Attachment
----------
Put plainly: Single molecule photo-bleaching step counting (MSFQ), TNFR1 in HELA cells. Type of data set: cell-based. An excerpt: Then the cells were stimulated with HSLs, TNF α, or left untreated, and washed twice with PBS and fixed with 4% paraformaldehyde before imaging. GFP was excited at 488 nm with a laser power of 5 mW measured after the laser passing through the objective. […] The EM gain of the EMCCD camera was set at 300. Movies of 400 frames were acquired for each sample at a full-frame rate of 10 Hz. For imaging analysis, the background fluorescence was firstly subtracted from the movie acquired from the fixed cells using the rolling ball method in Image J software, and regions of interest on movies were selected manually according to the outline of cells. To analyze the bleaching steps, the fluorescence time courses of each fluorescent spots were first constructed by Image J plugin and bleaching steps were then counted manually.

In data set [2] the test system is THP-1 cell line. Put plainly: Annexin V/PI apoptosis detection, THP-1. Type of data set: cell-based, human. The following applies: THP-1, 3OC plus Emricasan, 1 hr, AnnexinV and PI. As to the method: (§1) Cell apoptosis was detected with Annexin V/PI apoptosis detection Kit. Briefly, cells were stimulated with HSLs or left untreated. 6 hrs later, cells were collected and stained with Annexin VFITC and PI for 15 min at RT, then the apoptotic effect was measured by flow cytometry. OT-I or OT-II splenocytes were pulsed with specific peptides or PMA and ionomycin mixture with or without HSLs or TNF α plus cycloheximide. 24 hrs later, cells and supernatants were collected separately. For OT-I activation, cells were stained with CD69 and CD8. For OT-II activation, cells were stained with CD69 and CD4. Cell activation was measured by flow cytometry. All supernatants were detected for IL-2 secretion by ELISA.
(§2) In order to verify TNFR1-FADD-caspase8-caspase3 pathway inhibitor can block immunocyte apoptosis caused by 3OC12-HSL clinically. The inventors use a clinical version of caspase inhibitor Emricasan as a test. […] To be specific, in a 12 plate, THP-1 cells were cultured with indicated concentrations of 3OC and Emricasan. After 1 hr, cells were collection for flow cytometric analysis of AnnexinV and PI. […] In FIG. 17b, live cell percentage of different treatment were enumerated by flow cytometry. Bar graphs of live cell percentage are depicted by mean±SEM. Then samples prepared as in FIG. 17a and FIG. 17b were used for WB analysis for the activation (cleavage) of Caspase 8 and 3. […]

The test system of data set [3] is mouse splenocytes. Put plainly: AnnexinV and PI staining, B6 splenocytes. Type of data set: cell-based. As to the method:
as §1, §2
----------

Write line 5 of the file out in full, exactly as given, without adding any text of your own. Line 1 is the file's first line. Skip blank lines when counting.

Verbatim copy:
as §1, §2